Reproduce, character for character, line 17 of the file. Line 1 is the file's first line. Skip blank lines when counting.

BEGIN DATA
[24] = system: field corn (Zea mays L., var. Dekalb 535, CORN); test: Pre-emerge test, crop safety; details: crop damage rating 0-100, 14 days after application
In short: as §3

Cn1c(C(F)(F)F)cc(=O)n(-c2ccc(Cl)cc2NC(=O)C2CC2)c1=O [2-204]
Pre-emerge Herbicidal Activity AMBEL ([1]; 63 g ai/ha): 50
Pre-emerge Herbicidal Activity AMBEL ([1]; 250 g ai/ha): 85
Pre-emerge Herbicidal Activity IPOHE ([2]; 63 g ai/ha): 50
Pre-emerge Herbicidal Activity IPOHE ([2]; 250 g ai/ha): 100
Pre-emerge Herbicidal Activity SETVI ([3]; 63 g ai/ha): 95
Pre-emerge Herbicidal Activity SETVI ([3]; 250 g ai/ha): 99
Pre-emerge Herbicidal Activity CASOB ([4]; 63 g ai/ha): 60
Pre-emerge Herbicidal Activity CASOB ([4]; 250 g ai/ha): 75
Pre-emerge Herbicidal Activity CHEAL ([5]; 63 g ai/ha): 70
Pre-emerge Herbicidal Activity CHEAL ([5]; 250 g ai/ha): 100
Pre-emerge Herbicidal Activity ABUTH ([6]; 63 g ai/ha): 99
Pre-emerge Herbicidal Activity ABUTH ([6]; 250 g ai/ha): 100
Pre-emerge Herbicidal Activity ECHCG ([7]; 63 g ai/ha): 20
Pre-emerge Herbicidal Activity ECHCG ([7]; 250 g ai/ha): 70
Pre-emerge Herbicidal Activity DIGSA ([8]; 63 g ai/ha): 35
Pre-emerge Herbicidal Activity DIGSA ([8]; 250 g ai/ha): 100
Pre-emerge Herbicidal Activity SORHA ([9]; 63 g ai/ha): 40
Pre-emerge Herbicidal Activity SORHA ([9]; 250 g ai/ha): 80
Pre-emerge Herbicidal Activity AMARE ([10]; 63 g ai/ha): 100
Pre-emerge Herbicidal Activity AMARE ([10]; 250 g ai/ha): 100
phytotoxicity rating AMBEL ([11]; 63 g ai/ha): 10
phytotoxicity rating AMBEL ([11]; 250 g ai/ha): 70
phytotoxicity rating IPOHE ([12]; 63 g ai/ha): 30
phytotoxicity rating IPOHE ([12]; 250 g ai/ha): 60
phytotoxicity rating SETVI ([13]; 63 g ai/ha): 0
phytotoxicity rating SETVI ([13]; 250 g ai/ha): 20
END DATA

Pre-emerge Herbicidal Activity ECHCG ([7]; 250 g ai/ha): 70